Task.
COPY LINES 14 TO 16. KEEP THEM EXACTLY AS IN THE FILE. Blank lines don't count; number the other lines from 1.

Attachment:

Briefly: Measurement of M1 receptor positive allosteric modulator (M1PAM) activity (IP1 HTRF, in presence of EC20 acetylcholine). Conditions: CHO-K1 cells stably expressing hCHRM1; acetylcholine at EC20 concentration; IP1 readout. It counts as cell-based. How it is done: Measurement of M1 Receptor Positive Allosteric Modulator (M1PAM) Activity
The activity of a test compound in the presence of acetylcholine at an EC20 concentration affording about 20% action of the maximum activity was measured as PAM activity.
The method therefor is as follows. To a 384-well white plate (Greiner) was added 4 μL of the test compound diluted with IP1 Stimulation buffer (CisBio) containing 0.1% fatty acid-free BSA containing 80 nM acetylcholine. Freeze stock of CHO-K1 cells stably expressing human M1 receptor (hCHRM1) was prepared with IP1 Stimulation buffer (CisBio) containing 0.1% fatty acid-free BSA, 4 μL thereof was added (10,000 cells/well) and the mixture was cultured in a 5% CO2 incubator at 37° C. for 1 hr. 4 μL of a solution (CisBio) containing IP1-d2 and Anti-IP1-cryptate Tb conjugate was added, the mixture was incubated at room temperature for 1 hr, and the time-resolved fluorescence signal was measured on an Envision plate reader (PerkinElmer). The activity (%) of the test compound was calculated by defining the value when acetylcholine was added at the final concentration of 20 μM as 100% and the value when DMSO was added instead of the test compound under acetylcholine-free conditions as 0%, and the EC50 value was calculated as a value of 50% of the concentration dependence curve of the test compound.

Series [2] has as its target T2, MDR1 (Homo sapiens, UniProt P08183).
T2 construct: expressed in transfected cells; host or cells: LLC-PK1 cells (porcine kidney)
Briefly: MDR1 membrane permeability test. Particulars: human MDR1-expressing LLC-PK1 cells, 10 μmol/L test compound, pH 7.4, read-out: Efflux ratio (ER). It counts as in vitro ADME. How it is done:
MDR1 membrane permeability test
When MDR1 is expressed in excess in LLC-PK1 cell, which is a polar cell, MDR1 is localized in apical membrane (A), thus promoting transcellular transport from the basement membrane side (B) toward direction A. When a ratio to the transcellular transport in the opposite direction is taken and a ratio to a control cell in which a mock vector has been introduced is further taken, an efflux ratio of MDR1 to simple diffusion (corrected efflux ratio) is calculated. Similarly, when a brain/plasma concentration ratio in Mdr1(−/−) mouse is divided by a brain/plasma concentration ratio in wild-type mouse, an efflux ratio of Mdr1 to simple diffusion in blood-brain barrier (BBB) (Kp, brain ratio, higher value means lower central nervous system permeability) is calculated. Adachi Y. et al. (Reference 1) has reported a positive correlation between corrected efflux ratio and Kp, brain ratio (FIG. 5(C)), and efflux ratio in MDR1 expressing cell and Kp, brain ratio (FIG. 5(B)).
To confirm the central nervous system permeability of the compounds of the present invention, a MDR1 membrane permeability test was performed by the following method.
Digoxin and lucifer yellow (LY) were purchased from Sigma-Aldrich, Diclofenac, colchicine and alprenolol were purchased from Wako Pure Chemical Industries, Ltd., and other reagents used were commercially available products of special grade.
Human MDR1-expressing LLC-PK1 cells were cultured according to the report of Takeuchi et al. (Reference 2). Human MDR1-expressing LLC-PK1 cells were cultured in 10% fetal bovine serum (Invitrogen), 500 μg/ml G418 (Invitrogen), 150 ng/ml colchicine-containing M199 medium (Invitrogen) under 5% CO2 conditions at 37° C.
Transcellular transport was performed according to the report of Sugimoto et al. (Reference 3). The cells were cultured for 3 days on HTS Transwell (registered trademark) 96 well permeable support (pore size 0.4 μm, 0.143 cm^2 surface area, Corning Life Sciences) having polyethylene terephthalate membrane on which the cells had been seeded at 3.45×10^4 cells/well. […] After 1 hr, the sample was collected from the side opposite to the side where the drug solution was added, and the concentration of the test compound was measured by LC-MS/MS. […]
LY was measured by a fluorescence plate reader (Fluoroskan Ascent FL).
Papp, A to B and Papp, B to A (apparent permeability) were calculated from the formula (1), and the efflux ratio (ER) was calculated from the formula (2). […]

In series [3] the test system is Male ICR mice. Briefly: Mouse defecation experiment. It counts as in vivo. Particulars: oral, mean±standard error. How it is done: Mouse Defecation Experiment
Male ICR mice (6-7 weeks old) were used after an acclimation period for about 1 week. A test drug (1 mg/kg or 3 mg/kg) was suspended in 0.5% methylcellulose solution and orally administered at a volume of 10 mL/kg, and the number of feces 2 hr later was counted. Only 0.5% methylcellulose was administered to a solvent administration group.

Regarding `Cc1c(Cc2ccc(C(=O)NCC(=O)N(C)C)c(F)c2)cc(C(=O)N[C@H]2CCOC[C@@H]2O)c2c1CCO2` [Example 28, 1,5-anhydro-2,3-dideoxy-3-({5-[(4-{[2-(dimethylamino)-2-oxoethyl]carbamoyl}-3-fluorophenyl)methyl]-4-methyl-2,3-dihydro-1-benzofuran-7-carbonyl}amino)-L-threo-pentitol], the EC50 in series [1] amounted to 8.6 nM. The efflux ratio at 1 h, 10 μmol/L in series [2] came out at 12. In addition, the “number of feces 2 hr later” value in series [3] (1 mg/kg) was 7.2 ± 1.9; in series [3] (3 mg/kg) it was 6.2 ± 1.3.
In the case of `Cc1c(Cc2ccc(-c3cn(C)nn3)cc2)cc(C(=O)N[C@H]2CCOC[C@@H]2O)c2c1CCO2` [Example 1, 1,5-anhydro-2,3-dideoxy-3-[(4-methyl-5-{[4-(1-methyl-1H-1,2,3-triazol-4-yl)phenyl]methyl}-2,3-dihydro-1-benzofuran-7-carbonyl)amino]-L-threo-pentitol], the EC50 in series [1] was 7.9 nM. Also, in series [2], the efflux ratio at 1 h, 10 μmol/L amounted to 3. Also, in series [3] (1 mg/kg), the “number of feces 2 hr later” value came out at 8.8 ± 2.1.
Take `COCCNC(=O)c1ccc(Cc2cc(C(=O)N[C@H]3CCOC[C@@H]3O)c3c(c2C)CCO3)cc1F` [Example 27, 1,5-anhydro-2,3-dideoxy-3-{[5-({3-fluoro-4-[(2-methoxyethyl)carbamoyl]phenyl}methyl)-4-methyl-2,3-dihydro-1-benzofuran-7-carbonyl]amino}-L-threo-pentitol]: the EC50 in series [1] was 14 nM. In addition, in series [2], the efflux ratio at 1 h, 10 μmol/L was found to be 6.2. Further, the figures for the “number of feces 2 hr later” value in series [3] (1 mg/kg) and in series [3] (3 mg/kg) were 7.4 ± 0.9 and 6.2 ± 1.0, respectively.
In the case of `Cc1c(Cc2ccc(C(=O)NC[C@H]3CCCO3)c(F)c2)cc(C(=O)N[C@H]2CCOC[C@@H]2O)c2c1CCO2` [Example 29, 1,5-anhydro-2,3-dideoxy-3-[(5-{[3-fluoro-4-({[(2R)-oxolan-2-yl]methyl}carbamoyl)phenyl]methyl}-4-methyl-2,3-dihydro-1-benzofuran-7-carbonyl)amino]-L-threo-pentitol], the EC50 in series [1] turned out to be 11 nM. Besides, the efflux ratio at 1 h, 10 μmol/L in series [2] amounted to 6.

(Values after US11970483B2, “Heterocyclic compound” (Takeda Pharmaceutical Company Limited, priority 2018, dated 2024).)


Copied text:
Papp, A to B and Papp, B to A (apparent permeability) were calculated from the formula (1), and the efflux ratio (ER) was calculated from the formula (2). […]

In series [3] the test system is Male ICR mice. Briefly: Mouse defecation experiment. It counts as in vivo. Particulars: oral, mean±standard error. How it is done: Mouse Defecation Experiment
Male ICR mice (6-7 weeks old) were used after an acclimation period for about 1 week. A test drug (1 mg/kg or 3 mg/kg) was suspended in 0.5% methylcellulose solution and orally administered at a volume of 10 mL/kg, and the number of feces 2 hr later was counted. Only 0.5% methylcellulose was administered to a solvent administration group.